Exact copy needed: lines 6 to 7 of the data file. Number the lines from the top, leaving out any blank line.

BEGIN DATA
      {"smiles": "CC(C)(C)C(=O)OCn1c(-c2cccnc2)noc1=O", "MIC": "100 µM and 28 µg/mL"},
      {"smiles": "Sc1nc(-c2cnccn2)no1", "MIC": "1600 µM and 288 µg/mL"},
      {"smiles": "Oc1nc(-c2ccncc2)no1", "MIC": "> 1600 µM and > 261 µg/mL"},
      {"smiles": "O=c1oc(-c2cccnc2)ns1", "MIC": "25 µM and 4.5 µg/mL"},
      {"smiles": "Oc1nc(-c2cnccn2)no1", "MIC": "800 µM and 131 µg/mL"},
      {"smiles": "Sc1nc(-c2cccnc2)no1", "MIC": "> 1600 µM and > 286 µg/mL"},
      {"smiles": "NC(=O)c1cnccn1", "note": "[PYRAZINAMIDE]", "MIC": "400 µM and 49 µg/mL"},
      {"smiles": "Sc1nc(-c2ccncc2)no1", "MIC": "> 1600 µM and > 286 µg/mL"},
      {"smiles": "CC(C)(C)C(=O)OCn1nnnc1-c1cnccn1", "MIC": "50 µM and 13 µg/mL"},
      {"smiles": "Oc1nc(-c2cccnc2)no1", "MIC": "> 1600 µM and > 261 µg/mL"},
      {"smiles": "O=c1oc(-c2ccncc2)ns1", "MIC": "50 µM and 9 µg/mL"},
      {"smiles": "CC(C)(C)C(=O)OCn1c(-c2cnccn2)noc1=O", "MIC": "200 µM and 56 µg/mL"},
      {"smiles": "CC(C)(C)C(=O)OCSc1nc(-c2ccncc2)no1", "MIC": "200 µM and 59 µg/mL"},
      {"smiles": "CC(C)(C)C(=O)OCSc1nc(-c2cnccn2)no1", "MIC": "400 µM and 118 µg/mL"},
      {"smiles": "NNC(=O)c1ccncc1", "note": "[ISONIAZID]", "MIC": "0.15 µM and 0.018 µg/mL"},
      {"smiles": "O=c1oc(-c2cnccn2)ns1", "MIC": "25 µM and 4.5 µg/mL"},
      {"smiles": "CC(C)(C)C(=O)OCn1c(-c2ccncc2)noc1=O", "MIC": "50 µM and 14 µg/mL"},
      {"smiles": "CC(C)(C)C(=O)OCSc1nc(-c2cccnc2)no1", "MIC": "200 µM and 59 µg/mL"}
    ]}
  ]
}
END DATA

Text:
      {"smiles": "Sc1nc(-c2cccnc2)no1", "MIC": "> 1600 µM and > 286 µg/mL"},
      {"smiles": "NC(=O)c1cnccn1", "note": "[PYRAZINAMIDE]", "MIC": "400 µM and 49 µg/mL"},